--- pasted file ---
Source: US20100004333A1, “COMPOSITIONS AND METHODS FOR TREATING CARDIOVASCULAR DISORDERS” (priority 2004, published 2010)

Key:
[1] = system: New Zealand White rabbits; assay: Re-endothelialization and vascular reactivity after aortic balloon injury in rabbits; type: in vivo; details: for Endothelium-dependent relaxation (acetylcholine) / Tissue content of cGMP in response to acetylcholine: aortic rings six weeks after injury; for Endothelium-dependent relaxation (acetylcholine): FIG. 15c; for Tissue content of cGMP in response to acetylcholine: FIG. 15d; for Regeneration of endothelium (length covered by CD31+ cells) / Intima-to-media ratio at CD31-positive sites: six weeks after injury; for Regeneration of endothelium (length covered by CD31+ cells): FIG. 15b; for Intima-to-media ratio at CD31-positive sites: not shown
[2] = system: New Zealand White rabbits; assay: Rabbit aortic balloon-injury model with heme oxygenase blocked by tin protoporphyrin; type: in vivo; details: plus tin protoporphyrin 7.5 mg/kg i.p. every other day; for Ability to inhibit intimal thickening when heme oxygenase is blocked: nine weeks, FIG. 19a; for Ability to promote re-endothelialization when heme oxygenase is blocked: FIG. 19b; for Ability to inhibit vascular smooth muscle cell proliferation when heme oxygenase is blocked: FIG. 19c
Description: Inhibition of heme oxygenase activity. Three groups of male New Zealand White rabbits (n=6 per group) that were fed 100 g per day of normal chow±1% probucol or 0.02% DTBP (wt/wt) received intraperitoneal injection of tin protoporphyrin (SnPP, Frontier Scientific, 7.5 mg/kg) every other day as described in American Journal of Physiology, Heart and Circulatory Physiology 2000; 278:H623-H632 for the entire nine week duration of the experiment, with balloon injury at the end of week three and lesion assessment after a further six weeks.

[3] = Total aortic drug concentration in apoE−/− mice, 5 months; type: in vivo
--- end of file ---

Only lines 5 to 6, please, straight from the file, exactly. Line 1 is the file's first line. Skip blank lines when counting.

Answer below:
Description: Inhibition of heme oxygenase activity. Three groups of male New Zealand White rabbits (n=6 per group) that were fed 100 g per day of normal chow±1% probucol or 0.02% DTBP (wt/wt) received intraperitoneal injection of tin protoporphyrin (SnPP, Frontier Scientific, 7.5 mg/kg) every other day as described in American Journal of Physiology, Heart and Circulatory Physiology 2000; 278:H623-H632 for the entire nine week duration of the experiment, with balloon injury at the end of week three and lesion assessment after a further six weeks.

[3] = Total aortic drug concentration in apoE−/− mice, 5 months; type: in vivo